Does it feel like just yesterday you were studying the human body with your kids, exploring with homeschool co-op friends, and reading out loud about the Revolutionary War? Yet before you know it, your kids are about to graduate. This season can be overwhelming with college transcripts, admissions requirements, and scholarship essays looming over your head. Whether you’re preparing to send your first child to college or on your last, here are some tips to prepare your homeschool student for college admissions.
Start preparing early
Don’t wait to start thinking about the college admissions process until your student’s senior year. This will make it more difficult, especially keeping track of grades and other records. Instead, take time at the end of every school year (beginning after their freshman year of high school) to update your record-keeping. Taking the time to do this well each year will save you frustration (and possibly tears!) later on.
Involve your student in the process, but if you only rely on them and expect them to take complete ownership, you’ll likely miss something at the end that will be important.
Remember: you don’t have to reinvent the wheel. There are plenty of resources for keeping track of records, writing transcripts, and managing the college process.
Be open to different possibilities
Many students have a dream college in mind. This can give your students a goal and sense of direction. But don’t let them count out other opportunities. If you can, start by visiting their dream school as well as other institutions. Investigate and visit at least 3-4 colleges, with a mix of private and public, if possible. This gives you and your student a broader view of the options. Keep note of the differences in academics, activities, and financial aid, so you can make an informed decision about their future college.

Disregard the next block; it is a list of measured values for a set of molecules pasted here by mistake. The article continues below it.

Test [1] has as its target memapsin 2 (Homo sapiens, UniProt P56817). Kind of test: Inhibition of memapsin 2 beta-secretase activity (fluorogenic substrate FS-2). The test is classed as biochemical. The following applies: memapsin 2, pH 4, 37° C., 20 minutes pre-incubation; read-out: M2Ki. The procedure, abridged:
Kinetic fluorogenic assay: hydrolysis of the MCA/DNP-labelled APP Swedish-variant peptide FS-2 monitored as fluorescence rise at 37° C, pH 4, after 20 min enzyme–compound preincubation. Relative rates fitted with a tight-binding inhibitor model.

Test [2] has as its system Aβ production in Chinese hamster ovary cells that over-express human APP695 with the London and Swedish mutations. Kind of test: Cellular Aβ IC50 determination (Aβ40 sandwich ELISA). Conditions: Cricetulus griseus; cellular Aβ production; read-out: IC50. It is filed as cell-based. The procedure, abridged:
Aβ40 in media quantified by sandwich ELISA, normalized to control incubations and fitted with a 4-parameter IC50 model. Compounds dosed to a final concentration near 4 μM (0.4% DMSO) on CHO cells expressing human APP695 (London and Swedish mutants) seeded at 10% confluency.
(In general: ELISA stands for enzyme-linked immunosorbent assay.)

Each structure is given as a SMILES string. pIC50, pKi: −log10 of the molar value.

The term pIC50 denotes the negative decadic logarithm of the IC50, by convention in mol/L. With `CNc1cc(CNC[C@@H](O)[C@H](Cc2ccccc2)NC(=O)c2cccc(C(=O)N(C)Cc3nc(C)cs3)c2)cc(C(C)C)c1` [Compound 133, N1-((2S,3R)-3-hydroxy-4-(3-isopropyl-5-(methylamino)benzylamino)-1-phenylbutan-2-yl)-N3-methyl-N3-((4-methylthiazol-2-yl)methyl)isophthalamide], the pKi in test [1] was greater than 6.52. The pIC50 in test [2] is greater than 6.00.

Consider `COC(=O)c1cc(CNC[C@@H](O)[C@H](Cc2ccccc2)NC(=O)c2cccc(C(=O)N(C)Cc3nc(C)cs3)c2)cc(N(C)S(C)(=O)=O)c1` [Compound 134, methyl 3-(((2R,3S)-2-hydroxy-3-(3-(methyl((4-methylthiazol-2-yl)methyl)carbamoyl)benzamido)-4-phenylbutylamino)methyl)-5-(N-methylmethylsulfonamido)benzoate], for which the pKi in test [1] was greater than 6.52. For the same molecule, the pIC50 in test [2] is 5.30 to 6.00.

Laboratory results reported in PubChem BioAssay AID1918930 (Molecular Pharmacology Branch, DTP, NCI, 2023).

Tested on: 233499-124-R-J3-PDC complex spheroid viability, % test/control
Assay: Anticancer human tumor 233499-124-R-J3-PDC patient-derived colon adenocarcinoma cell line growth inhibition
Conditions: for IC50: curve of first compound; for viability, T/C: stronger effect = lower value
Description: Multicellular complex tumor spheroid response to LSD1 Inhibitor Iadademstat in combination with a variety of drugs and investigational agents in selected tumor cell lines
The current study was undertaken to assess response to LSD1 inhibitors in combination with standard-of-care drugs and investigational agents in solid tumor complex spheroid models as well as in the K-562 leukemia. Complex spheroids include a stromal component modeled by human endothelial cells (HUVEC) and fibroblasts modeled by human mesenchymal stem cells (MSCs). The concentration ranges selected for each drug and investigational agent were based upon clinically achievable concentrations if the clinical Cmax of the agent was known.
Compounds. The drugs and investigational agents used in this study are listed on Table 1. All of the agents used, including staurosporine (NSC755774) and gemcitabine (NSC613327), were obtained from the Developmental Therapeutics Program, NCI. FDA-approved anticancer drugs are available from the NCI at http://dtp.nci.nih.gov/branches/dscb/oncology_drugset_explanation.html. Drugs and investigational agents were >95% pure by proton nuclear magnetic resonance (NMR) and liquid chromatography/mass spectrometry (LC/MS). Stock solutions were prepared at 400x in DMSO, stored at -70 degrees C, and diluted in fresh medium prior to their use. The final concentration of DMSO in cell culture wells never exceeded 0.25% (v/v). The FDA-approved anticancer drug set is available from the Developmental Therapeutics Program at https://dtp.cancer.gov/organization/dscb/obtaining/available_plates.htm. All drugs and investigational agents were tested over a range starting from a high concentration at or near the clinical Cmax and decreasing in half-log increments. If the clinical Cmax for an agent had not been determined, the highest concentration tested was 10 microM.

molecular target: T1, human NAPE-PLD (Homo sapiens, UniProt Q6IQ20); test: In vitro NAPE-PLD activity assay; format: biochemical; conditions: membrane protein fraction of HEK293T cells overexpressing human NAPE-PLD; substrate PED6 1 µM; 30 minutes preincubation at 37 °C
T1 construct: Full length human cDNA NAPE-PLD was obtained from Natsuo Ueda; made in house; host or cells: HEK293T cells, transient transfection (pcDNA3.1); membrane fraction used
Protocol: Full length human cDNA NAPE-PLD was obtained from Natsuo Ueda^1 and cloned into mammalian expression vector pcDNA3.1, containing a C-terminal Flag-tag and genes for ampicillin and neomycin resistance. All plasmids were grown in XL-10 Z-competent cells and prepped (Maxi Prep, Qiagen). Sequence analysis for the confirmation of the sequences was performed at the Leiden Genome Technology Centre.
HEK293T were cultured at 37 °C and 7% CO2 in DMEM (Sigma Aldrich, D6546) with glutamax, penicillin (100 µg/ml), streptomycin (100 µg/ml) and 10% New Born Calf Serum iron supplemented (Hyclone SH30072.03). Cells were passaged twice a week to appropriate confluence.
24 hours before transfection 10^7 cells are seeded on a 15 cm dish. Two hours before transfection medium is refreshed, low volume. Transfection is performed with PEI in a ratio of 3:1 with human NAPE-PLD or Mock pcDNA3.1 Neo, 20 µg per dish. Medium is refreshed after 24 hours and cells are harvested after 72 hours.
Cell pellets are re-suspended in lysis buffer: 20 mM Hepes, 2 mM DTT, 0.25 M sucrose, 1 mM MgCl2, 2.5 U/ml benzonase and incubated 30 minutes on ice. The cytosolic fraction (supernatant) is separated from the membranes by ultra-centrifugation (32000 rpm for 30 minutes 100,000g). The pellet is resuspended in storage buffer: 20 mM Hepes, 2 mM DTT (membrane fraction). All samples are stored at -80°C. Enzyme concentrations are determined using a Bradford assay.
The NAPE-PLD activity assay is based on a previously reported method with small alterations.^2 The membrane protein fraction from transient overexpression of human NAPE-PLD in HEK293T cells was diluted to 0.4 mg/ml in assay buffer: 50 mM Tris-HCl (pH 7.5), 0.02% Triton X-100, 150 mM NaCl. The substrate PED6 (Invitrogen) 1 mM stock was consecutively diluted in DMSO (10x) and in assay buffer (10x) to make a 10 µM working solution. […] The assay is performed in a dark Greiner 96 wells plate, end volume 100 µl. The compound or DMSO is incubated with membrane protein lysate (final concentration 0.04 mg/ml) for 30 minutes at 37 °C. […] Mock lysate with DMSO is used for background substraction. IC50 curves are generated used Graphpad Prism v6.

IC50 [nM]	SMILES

Leverage the flexibility of homeschooling
One of the many amazing things about homeschooling is that you have the chance to be flexible and allow your students to focus on areas that they might not be able to in a public or private school setting. For example, if your child has an idea of something they want to study in college, why not use high school as an opportunity to introduce them to that field, so they can see if it’s truly what they want to study.
It might mean spending more than one afternoon job shadowing a professional in their desired field. Or taking electives to see what they might want to study. Or take community college classes or public school electives in specific areas. Two of my kids took math classes through Calculus III at a local college because they knew they wanted to study engineering. My daughter took advanced Spanish and constitutional law courses in high school which helped her determine her major.
High school is a great time to help your students make decisions about their college major rather than spending their first year or two with an undecided major. And these courses can help your homeschool student stand out in college admissions.
Take standardized tests multiple times
Don’t leave all the important decisions in the hands of your students. Most students don’t have a strong desire to spend their Saturday morning taking a standardized test like the ACT or SAT. But that doesn’t mean they should take these tests only once or twice. By taking the tests multiple times, your students become familiar with the format and can unlock the true value of these tests—potentially thousands of dollars in scholarships! That’s why there is value in test prep, whether that’s online courses or focused tutoring.
Keep every door open
It can be easy as a parent to guide your children down the path you want them to take. But you shouldn’t determine their future during their sophomore year of high school (or earlier!). Don’t decide that they can’t go to college and not prepare them, especially if that’s their choice. Additionally, don’t force a specific school or career down their throat. But also don’t leave it all in their hands.
Focus on the areas that matter
If your student is looking ahead to college, make sure they focus on three key areas:
Your student can obviously have more than one extra-curricular activity that they participate in, but it’s important to have a specific focus area that they can highlight on their college applications. Colleges like to see students who are well-rounded and have leadership skills in non-academic activities. As a bonus, consider making a 90-second “highlight” video of the activity—from a speech presentation or violin recital to an athletic event. Put the video on a platform like YouTube and add the link on their college application, so colleges can see their skills firsthand.
Preparing your homeschool student for college admissions can be exciting but also overwhelming. By planning ahead and following these tips (starting at the beginning of their high school years), you’ll be ready to tackle this new challenge!